Euro area sovereign bond yields during the Covid-19 pandemic: What do they tell us?

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Vassilios Papavassiliou

Sovereign bonds are very important capital market instruments. Their effective supply and creditworthiness results in a well-functioning and liquid secondary market with high levels of trading activity and narrow bid-ask spreads. Government bonds represent a key reserve asset for central banks and a very popular investment asset for retail and institutional investors. Bond yields are determined by investor expectations, and in particular, by economic expectations about future growth prospects. While there are many factors that can influence the yield on a specific bond, one of the most important is the behaviour of the sovereign yield curve. Examining the slope of the sovereign bond yield curve before and during the Covid-19 pandemic can help us to draw conclusions with regard to future growth prospects in the euro area. A first analysis of the euro area sovereign bond yield shows that a recession in the euro area is unlikely to occur in the near future, but instead there is an expectation that the eurozone economy will exhibit higher growth rates over the coming months. However, this would largely depend on the vaccines’ effectiveness to bring the pandemic to an end.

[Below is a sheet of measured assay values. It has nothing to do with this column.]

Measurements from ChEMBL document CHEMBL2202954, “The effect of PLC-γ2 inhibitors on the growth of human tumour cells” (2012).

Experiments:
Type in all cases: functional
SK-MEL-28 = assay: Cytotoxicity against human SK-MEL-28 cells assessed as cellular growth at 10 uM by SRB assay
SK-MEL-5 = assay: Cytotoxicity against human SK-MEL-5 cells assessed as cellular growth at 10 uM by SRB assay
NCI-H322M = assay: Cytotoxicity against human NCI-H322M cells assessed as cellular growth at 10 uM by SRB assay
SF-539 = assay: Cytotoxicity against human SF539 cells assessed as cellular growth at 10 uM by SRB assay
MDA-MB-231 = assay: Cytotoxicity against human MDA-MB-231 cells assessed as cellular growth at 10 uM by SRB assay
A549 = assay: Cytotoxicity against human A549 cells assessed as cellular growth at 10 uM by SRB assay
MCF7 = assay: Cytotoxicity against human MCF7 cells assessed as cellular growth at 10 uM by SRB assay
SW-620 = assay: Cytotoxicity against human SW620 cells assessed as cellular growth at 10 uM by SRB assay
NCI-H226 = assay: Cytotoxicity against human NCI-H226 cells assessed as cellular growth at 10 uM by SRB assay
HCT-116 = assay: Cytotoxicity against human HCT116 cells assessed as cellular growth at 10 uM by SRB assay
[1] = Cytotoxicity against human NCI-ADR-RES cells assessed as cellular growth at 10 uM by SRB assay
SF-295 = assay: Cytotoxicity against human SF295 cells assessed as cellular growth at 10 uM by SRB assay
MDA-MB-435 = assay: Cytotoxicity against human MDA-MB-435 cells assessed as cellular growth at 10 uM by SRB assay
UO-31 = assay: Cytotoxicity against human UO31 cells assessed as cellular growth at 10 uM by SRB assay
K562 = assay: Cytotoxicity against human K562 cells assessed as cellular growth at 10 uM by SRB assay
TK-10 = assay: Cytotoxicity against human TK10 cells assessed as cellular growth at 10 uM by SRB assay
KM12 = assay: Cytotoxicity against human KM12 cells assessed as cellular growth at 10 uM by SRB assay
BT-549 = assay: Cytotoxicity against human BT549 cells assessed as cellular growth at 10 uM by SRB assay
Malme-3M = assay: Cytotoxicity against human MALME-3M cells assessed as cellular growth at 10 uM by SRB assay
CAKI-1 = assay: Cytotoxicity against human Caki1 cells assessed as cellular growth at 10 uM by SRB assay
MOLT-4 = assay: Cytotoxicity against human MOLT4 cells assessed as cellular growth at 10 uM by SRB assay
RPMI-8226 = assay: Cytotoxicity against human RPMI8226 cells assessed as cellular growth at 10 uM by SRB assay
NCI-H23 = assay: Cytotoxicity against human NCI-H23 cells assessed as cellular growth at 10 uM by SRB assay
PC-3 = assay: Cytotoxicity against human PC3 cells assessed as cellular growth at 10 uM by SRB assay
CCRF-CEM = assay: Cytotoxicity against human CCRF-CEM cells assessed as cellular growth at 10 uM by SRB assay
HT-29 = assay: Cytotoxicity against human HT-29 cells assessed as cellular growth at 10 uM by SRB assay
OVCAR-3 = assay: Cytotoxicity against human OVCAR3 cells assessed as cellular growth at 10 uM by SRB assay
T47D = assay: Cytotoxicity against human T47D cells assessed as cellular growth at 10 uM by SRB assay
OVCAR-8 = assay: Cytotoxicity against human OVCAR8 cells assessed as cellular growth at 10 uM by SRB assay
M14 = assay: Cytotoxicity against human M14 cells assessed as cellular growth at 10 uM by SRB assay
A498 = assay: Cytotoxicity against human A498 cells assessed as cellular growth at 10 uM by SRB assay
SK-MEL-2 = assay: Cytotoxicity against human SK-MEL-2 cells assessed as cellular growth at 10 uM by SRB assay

The study of sovereign bond yields is very crucial from a capital markets perspective, as it affects investors’ returns and portfolio rebalancing strategies. As the return on a bond portfolio is linked to movements in the yield curve, any changes in the latter will affect the mark-to-market return of the portfolio. The yield curve is a visual illustration of the term structure of interest rates. It shows the relationship among yields of bonds with similar credit risk characteristics across the maturity spectrum. 

Vassilios Papavassiliou is Assistant Professor of Finance, University College Dublin, UCD Michael Smurfit Graduate Business School, Ireland